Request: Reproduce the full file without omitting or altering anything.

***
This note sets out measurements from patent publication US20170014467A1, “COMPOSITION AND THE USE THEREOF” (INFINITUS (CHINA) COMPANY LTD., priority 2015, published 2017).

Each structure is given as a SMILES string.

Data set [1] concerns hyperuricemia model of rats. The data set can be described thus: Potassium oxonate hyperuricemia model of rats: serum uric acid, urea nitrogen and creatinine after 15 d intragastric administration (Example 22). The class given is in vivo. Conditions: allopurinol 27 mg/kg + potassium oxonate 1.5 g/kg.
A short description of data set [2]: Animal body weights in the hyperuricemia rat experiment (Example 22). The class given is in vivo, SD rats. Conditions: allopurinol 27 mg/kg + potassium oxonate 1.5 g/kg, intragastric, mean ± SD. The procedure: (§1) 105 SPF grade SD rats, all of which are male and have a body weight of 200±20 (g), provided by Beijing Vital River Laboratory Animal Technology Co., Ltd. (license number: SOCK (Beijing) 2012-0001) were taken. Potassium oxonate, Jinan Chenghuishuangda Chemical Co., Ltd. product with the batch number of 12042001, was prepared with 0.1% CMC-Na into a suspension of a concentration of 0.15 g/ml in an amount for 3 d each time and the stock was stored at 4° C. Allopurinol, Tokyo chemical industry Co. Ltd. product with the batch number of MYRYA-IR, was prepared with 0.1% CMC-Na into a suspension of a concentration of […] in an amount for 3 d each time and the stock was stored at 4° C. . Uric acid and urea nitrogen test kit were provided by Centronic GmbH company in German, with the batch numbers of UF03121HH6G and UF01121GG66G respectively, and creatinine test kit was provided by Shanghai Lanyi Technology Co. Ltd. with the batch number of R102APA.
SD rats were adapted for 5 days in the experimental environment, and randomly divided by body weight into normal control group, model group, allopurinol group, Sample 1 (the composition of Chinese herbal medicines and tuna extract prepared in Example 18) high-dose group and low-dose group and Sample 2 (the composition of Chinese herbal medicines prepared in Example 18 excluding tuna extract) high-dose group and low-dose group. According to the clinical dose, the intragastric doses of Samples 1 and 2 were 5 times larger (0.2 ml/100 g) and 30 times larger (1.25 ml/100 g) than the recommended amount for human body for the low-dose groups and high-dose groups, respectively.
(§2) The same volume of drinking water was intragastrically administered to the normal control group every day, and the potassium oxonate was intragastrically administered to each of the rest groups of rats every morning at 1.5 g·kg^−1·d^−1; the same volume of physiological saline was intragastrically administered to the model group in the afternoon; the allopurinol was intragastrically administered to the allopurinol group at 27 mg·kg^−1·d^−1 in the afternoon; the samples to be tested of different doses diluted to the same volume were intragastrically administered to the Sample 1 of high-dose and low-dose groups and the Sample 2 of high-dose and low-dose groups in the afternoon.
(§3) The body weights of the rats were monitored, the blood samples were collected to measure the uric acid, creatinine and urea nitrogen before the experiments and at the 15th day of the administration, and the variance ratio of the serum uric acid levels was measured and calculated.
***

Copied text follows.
This note sets out measurements from patent publication US20170014467A1, “COMPOSITION AND THE USE THEREOF” (INFINITUS (CHINA) COMPANY LTD., priority 2015, published 2017).

Each structure is given as a SMILES string.

Data set [1] concerns hyperuricemia model of rats. The data set can be described thus: Potassium oxonate hyperuricemia model of rats: serum uric acid, urea nitrogen and creatinine after 15 d intragastric administration (Example 22). The class given is in vivo. Conditions: allopurinol 27 mg/kg + potassium oxonate 1.5 g/kg.
A short description of data set [2]: Animal body weights in the hyperuricemia rat experiment (Example 22). The class given is in vivo, SD rats. Conditions: allopurinol 27 mg/kg + potassium oxonate 1.5 g/kg, intragastric, mean ± SD. The procedure: (§1) 105 SPF grade SD rats, all of which are male and have a body weight of 200±20 (g), provided by Beijing Vital River Laboratory Animal Technology Co., Ltd. (license number: SOCK (Beijing) 2012-0001) were taken. Potassium oxonate, Jinan Chenghuishuangda Chemical Co., Ltd. product with the batch number of 12042001, was prepared with 0.1% CMC-Na into a suspension of a concentration of 0.15 g/ml in an amount for 3 d each time and the stock was stored at 4° C. Allopurinol, Tokyo chemical industry Co. Ltd. product with the batch number of MYRYA-IR, was prepared with 0.1% CMC-Na into a suspension of a concentration of […] in an amount for 3 d each time and the stock was stored at 4° C. . Uric acid and urea nitrogen test kit were provided by Centronic GmbH company in German, with the batch numbers of UF03121HH6G and UF01121GG66G respectively, and creatinine test kit was provided by Shanghai Lanyi Technology Co. Ltd. with the batch number of R102APA.
SD rats were adapted for 5 days in the experimental environment, and randomly divided by body weight into normal control group, model group, allopurinol group, Sample 1 (the composition of Chinese herbal medicines and tuna extract prepared in Example 18) high-dose group and low-dose group and Sample 2 (the composition of Chinese herbal medicines prepared in Example 18 excluding tuna extract) high-dose group and low-dose group. According to the clinical dose, the intragastric doses of Samples 1 and 2 were 5 times larger (0.2 ml/100 g) and 30 times larger (1.25 ml/100 g) than the recommended amount for human body for the low-dose groups and high-dose groups, respectively.
(§2) The same volume of drinking water was intragastrically administered to the normal control group every day, and the potassium oxonate was intragastrically administered to each of the rest groups of rats every morning at 1.5 g·kg^−1·d^−1; the same volume of physiological saline was intragastrically administered to the model group in the afternoon; the allopurinol was intragastrically administered to the allopurinol group at 27 mg·kg^−1·d^−1 in the afternoon; the samples to be tested of different doses diluted to the same volume were intragastrically administered to the Sample 1 of high-dose and low-dose groups and the Sample 2 of high-dose and low-dose groups in the afternoon.
(§3) The body weights of the rats were monitored, the blood samples were collected to measure the uric acid, creatinine and urea nitrogen before the experiments and at the 15th day of the administration, and the variance ratio of the serum uric acid levels was measured and calculated.